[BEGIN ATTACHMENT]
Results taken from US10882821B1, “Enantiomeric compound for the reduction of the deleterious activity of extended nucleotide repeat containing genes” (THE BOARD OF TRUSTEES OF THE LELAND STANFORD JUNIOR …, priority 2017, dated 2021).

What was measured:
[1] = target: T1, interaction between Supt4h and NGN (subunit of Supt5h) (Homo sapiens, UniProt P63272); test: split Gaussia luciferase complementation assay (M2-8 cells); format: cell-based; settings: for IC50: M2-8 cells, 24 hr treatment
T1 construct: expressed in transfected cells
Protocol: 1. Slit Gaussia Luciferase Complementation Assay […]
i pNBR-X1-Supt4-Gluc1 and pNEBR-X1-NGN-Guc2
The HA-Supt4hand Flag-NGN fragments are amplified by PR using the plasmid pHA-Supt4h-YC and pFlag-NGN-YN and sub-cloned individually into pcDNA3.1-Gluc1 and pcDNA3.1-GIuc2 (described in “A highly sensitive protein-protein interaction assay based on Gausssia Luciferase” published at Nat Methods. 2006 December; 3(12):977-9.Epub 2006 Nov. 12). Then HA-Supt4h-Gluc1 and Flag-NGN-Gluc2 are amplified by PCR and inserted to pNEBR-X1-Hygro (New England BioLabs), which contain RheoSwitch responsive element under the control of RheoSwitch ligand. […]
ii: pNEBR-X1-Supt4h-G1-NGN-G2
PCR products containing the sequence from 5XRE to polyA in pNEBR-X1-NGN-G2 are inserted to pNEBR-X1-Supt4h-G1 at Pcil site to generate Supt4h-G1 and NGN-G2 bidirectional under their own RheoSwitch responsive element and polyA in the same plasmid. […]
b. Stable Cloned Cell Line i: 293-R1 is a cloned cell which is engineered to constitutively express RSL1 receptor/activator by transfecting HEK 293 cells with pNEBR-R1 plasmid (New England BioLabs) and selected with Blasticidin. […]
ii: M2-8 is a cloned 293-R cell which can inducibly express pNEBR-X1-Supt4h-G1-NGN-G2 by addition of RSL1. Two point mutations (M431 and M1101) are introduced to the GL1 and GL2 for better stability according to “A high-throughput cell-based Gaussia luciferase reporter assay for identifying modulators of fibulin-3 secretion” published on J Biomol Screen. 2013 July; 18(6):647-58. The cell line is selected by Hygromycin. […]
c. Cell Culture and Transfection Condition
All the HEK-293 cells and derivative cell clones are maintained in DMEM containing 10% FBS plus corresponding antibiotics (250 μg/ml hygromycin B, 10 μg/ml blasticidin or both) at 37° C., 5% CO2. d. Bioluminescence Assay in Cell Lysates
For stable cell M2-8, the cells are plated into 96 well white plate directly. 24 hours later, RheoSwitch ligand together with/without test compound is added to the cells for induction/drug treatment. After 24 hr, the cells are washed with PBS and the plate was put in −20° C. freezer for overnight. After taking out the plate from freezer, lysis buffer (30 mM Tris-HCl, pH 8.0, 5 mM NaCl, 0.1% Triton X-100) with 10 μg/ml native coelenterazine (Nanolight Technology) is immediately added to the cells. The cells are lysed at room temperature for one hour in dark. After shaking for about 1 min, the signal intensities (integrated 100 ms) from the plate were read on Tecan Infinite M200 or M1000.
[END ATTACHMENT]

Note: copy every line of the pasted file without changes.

Results taken from US10882821B1, “Enantiomeric compound for the reduction of the deleterious activity of extended nucleotide repeat containing genes” (THE BOARD OF TRUSTEES OF THE LELAND STANFORD JUNIOR …, priority 2017, dated 2021).

What was measured:
[1] = target: T1, interaction between Supt4h and NGN (subunit of Supt5h) (Homo sapiens, UniProt P63272); test: split Gaussia luciferase complementation assay (M2-8 cells); format: cell-based; settings: for IC50: M2-8 cells, 24 hr treatment
T1 construct: expressed in transfected cells
Protocol: 1. Slit Gaussia Luciferase Complementation Assay […]
i pNBR-X1-Supt4-Gluc1 and pNEBR-X1-NGN-Guc2
The HA-Supt4hand Flag-NGN fragments are amplified by PR using the plasmid pHA-Supt4h-YC and pFlag-NGN-YN and sub-cloned individually into pcDNA3.1-Gluc1 and pcDNA3.1-GIuc2 (described in “A highly sensitive protein-protein interaction assay based on Gausssia Luciferase” published at Nat Methods. 2006 December; 3(12):977-9.Epub 2006 Nov. 12). Then HA-Supt4h-Gluc1 and Flag-NGN-Gluc2 are amplified by PCR and inserted to pNEBR-X1-Hygro (New England BioLabs), which contain RheoSwitch responsive element under the control of RheoSwitch ligand. […]
ii: pNEBR-X1-Supt4h-G1-NGN-G2
PCR products containing the sequence from 5XRE to polyA in pNEBR-X1-NGN-G2 are inserted to pNEBR-X1-Supt4h-G1 at Pcil site to generate Supt4h-G1 and NGN-G2 bidirectional under their own RheoSwitch responsive element and polyA in the same plasmid. […]
b. Stable Cloned Cell Line i: 293-R1 is a cloned cell which is engineered to constitutively express RSL1 receptor/activator by transfecting HEK 293 cells with pNEBR-R1 plasmid (New England BioLabs) and selected with Blasticidin. […]
ii: M2-8 is a cloned 293-R cell which can inducibly express pNEBR-X1-Supt4h-G1-NGN-G2 by addition of RSL1. Two point mutations (M431 and M1101) are introduced to the GL1 and GL2 for better stability according to “A high-throughput cell-based Gaussia luciferase reporter assay for identifying modulators of fibulin-3 secretion” published on J Biomol Screen. 2013 July; 18(6):647-58. The cell line is selected by Hygromycin. […]
c. Cell Culture and Transfection Condition
All the HEK-293 cells and derivative cell clones are maintained in DMEM containing 10% FBS plus corresponding antibiotics (250 μg/ml hygromycin B, 10 μg/ml blasticidin or both) at 37° C., 5% CO2. d. Bioluminescence Assay in Cell Lysates
For stable cell M2-8, the cells are plated into 96 well white plate directly. 24 hours later, RheoSwitch ligand together with/without test compound is added to the cells for induction/drug treatment. After 24 hr, the cells are washed with PBS and the plate was put in −20° C. freezer for overnight. After taking out the plate from freezer, lysis buffer (30 mM Tris-HCl, pH 8.0, 5 mM NaCl, 0.1% Triton X-100) with 10 μg/ml native coelenterazine (Nanolight Technology) is immediately added to the cells. The cells are lysed at room temperature for one hour in dark. After shaking for about 1 min, the signal intensities (integrated 100 ms) from the plate were read on Tecan Infinite M200 or M1000.